- Client : University of British Columbia
- Envelope : RDH
- Cost : SSA Quantity Surveyors
- Code : GHL Consultants
- Architect In Charge : Derek Newby
- Design Team : A. Atkinson, K. Baba, A. Baldwin, N. Bellefleur, S. Bergen, K. Bremner, S. Brent, A. Chmiel, J. Deutscher, S. Diaz, D. Dove, J. Foit, B. Gasmena, H. Grusko, D. Ho, G. Lim, I. Neven, D. Newby, C. Rivard, K. Rylands, M. Soderlund, E. Wolpin
- Code Consulting : GHL Consultants Ltd.
- City : Vancouver
- Country : Canada
Text description provided by the architects. Orchard Commons is the second of five mixed-use ‘hubs’ planned for University of British Columbia’s (UBC) Point Grey campus. Combining student housing, academic uses, and amenities into one facility, the intent is to invite diversity and social connection by bringing more activity and life to the heart of the campus.
Drawing students from around the globe, Orchard Commons is home to a diverse group of first-year students, most of whom will be living away from home for the first time. As such, the mandate to cultivate positive social interactions through the fabric of the facility was key.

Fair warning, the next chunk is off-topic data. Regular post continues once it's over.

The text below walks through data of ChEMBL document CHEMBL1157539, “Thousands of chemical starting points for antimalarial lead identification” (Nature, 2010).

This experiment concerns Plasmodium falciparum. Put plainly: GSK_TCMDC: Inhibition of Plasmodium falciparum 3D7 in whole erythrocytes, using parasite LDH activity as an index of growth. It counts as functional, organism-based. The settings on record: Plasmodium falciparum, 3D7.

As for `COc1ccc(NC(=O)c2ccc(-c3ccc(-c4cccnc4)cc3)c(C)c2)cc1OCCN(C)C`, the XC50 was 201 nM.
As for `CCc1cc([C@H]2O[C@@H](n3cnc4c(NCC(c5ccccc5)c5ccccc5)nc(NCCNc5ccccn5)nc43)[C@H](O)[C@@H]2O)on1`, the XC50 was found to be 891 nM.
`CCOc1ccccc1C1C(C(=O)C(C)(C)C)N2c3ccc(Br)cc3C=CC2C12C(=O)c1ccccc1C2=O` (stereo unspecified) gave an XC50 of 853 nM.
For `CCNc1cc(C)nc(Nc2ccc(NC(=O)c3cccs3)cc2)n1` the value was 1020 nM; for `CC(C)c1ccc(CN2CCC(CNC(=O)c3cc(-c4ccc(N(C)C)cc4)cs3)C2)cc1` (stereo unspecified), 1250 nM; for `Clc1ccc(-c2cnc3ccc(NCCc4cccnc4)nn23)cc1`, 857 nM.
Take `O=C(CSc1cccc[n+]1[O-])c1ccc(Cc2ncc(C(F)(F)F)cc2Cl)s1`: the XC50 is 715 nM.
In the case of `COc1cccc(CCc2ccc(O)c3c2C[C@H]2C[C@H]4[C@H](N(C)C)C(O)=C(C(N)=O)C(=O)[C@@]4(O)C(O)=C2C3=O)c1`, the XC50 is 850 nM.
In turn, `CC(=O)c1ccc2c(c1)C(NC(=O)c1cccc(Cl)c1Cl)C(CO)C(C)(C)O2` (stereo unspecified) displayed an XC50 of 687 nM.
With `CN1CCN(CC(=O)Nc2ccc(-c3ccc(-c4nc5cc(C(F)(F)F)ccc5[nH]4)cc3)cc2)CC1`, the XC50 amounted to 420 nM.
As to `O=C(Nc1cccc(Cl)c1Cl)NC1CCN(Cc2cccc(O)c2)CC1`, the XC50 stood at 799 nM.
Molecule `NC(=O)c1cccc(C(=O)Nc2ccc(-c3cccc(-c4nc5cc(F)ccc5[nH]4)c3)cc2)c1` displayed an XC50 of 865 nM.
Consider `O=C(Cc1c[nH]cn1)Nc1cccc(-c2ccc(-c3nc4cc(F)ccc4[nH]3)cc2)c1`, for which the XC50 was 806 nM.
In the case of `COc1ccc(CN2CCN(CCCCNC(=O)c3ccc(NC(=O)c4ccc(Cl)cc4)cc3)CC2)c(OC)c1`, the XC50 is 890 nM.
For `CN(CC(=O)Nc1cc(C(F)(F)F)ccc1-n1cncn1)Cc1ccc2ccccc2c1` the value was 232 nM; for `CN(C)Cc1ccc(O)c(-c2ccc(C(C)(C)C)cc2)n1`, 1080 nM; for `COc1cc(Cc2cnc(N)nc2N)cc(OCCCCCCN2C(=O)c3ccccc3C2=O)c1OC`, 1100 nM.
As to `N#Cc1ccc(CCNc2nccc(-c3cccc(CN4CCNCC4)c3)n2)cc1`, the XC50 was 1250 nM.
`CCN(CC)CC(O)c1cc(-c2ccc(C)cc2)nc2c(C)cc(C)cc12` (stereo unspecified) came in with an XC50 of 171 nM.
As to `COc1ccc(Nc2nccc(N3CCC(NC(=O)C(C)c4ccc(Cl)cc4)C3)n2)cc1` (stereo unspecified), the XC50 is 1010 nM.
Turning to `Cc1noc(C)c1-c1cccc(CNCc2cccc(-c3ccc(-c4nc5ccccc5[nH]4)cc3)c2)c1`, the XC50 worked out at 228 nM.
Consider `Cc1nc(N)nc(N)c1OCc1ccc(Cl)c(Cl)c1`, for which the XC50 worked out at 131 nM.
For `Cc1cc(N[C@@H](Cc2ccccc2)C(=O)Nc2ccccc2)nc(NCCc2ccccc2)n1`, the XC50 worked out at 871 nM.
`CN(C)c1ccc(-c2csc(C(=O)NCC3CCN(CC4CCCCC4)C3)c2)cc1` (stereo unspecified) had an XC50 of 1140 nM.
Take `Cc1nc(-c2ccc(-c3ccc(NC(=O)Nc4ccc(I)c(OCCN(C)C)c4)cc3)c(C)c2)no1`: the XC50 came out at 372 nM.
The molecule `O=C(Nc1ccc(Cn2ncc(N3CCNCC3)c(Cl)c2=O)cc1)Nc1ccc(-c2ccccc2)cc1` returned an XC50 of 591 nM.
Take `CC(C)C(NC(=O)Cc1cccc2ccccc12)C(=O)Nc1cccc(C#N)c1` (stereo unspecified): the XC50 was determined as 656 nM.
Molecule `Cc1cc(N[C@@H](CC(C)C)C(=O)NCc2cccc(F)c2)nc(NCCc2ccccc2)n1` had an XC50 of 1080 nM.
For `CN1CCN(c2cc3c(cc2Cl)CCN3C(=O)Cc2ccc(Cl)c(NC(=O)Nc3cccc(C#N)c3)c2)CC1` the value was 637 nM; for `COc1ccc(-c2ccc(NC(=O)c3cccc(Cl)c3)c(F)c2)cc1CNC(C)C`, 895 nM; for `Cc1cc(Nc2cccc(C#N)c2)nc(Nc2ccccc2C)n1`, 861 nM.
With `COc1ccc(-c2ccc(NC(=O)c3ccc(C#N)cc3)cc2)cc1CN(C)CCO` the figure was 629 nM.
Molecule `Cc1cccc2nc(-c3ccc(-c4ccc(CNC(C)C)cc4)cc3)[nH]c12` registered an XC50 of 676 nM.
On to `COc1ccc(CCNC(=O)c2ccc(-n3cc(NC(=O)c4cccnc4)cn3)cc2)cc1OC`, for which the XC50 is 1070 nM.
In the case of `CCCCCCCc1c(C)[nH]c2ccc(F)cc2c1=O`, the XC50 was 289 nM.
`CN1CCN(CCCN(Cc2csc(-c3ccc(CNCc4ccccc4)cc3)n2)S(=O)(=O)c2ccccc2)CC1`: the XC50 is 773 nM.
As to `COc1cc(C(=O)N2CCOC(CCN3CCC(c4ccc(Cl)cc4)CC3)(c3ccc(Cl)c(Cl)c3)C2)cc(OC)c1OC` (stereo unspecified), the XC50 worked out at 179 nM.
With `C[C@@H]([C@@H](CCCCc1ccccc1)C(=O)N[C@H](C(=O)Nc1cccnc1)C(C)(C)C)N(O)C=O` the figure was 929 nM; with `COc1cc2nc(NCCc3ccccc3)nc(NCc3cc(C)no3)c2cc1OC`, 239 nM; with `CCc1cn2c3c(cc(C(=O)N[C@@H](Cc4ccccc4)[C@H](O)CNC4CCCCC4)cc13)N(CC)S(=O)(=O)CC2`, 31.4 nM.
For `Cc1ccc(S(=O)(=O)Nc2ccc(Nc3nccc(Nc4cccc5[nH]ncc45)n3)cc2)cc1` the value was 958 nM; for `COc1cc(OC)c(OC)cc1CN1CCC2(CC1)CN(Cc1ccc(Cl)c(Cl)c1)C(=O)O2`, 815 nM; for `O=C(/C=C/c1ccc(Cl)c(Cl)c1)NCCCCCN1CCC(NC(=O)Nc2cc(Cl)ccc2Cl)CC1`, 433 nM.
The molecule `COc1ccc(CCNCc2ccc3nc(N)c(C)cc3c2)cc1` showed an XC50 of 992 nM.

These factors shaped the planning and a range of ‘social spaces’ have been integrated, including three-storey interconnected lounges in the two residential towers. Transparency, daylight, and wood are the prime expressions that support these spaces.
At nearly a half-million square feet, Orchard Commons will provide 1,048 residence beds and dining facilities, with academic and administrative space for UBC Vantage College, an innovative program for international students that combines first-year studies with academic English programming. Additional amenities include a daycare with outdoor play area, gym, and creative study spaces.
Embracing a generous outdoor public realm, the facility connects seamlessly with the campus’ network of pedestrian paths. An outdoor classroom and social seating invite interaction and connection fostering a vibrant public space for all.
The facility is registered LEED Gold integrating a number of sustainability features including a campus scalable district energy utility, rainwater collection for landscape irrigation, and a high-performance thermal envelope.
The unique façade of the residential towers provides a defining identity for the facility on campus. The shapes of the precast concrete cladding were optimized using computational techniques to maximize repetition while maintaining an interesting appearance while meeting UBC’s sustainable energy goals. Computational optimization resulted in a wall system that was very cost-effective and accelerated the schedule.